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A B C D E F G H I J K L M N O P Q R S T U V W X Y Z
А Б В Г Д Е Ж З И Й К Л М Н О П Р С Т У Ф Х Ц Ч Ш Щ Э Ю Я


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Chapter XI.

In which the Lady is wonderfully delivered.

But to return to Arabella, whom we left in a very melancholy Situation: Lucy had not been gone long from her before she opened her Eyes; and, beginning to come perfectly to herself, was surprised to find her Woman not near her: The Moon shining very bright, she looked round her, and called Lucy as loud as she was able; but not seeing her, or hearing any Answer, her Fears became so powerful, that she had like to have relapsed into her Swoon.

Alas! unfortunate Maid that I am! cried she, weeping excessively, questionless I am betrayed by her on whose Fidelity I relied, and who was acquainted with my most secret Thoughts: She is now with my Ravisher, directing his Pursuit, and I have no Means of escaping from his Hands! Cruel and ungrateful Wench, thy unparalleled Treachery grieves me no less than all my other Misfortunes: But why do I say, Her Treachery is unparalleled? Did not the wicked Arianta betray her Mistress into the Power of her insolent Lover? Ah! Arabella, thou art not single in thy Misery, since the divine Mandana was, like thyself, the Dupe of a mercenary Servant.

Having given a Moment or two to these sad Reflections, she rose from the Ground with an Intention to walk on; but her Ancle was so painful, that she could hardly move: Her Tears began now to flow with greater Violence: She expected every Moment to see Edward approach her; and was resigning herself up to Despair, when a Chaise, driven by a young Gentleman, passed by her. Arabella, thanking Heaven for sending this Relief, called out as loud as she could, conjuring him to stay.

The Gentleman, hearing a Woman's Voice, stopped immediately, and asked what she wanted.

Generous Stranger, said Arabella, advancing as well as was she able, do not refuse your Assistance to save me from a most terrible Danger: I am pursued by a Person whom, for very urgent Reasons, I desire to avoid. I conjure you, therefore, in the Name of her you love best, to protect me; and may you be crowned with the Enjoyment of all your Wishes, for so charitable an Action! If the Gentleman was surprised at this Address, he was much more astonished at the Beauty of her who made it: Her Stature; her Shape, her inimitable Complexion; the Lustre of her fine Eyes, and the thousand Charms that adorned her whole Person, kept him a Minute silently gazing upon her, without having the Power to make her an Answer.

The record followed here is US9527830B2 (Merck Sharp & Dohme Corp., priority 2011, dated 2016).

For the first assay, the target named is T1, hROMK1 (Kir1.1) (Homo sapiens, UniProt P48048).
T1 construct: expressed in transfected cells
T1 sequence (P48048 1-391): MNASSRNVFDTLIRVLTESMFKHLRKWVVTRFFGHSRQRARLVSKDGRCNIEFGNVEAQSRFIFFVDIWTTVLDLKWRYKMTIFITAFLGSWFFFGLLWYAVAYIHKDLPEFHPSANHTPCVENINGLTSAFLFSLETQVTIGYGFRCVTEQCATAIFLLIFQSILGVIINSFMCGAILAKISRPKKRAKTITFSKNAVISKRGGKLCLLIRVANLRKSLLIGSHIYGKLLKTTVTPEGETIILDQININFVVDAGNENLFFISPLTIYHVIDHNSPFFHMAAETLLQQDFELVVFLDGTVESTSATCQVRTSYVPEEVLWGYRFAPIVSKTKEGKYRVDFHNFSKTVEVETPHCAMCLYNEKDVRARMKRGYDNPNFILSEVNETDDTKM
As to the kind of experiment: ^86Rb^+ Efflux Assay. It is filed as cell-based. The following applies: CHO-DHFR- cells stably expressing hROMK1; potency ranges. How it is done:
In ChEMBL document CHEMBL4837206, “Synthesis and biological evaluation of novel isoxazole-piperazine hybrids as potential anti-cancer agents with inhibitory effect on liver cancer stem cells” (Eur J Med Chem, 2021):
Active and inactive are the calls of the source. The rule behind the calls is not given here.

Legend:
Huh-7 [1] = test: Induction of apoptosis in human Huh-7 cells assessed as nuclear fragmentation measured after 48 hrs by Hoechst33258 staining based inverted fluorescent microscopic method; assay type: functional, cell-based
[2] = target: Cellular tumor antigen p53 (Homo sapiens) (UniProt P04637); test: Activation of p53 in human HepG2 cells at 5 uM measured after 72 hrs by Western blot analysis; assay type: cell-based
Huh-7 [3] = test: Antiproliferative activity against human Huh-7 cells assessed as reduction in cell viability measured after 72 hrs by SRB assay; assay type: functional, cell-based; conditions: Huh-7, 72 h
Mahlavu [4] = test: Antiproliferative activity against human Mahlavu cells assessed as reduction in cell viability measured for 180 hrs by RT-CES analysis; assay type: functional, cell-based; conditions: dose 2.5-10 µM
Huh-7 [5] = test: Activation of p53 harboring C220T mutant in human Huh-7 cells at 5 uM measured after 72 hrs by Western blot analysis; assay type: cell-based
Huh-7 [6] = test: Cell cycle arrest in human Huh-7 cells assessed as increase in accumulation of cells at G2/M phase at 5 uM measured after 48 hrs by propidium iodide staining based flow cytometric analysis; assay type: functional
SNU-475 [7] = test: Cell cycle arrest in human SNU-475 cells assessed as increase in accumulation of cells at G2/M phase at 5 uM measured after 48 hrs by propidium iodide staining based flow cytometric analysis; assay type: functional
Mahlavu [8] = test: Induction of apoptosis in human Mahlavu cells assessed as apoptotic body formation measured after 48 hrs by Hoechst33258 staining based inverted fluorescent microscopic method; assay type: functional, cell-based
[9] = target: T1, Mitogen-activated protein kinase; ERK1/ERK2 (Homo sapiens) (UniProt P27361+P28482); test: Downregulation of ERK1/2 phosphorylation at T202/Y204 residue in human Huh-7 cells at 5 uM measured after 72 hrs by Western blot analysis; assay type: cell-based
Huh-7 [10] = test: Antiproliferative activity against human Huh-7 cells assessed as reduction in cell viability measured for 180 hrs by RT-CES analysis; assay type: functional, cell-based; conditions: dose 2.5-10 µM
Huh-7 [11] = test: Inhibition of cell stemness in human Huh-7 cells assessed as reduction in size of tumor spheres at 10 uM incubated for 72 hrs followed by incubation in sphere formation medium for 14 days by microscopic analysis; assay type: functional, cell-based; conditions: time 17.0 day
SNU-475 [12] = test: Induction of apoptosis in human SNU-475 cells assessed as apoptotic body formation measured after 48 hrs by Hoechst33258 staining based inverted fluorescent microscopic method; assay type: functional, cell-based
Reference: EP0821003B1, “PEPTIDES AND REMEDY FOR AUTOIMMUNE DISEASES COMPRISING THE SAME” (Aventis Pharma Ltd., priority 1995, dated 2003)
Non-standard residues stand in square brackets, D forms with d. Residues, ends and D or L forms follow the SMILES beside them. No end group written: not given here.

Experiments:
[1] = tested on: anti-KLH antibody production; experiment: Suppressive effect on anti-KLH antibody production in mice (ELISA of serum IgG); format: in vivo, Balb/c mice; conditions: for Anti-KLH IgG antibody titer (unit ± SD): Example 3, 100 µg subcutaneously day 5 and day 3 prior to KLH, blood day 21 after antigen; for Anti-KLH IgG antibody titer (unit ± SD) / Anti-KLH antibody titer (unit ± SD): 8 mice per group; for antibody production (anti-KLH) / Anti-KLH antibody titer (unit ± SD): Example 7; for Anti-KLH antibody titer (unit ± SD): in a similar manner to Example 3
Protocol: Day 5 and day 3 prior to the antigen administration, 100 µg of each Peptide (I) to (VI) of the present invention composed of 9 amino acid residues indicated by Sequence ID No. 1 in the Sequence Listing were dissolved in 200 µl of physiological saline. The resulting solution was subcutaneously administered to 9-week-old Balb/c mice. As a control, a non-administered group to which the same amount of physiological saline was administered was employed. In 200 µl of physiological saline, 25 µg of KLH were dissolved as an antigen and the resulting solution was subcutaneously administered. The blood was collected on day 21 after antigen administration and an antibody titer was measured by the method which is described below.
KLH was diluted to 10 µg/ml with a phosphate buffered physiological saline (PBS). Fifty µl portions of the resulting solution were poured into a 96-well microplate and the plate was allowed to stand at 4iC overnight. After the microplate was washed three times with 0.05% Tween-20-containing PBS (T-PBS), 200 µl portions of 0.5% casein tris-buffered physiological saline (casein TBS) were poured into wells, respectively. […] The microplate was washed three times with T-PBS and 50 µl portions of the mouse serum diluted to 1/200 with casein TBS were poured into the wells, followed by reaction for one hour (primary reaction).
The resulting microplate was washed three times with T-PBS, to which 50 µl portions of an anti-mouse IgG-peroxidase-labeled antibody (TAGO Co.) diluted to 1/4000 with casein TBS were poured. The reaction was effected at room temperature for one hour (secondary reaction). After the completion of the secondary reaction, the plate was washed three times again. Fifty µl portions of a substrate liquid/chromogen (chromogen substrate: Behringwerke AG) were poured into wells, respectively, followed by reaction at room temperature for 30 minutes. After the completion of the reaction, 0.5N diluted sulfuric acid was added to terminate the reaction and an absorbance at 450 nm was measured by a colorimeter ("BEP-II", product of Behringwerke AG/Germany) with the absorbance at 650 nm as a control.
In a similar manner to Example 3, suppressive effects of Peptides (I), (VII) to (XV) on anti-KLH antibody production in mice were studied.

Arabella, finding he did not speak, was extremely disappointed. Ah! Sir, said she, What do you deliberate upon? Is it possible you can deny so reasonable a Request, to a Lady in my Circumstances? For God's sake, Madam, said the Gentleman, alighting, and approaching her, let me know who you are, and how I can be of any Service to you.

As for my Quality, said Arabella, be assured it is not mean; and let this Knowlege suffice at present: The Service I desire of you is, to convey me to some Place where I may be in Safety for this Night: To-morrow I will intreat you to let some Persons, whom I shall name to you, know where I am; to the end they may take proper Measures to secure me from the Attempts of an insolent Man, who has driven me from my own House, by the Designs he was going to execute.

The Gentleman saw there was some Mystery in her Case, which she did not choose to explain; and, being extremely glad at having so beautiful a Creature in his Power, told her she might command him in all she pleased; and, helping her into the Chaise, drove off as fast as he could; Arabella suffering no Apprehensions from being alone with a Stranger, since nothing was more common to Heroines than such Adventures; all her Fears being of Edward, whom she fansied every Moment she saw pursuing them: And, being extremely anxious to be in some Place of Safety, she urged her Protector to drive as fast as possible; who, willing to have her at his own House, complied with her Request; but was so unlucky in his Haste, as to overturn the Chaise. Though neither Arabella nor himself were hurt by the Fall, yet the Necessity there was to stay some time to put the Chaise in a Condition to carry them any farther, filled her with a thousand Apprehensions, lest they should be overtaken.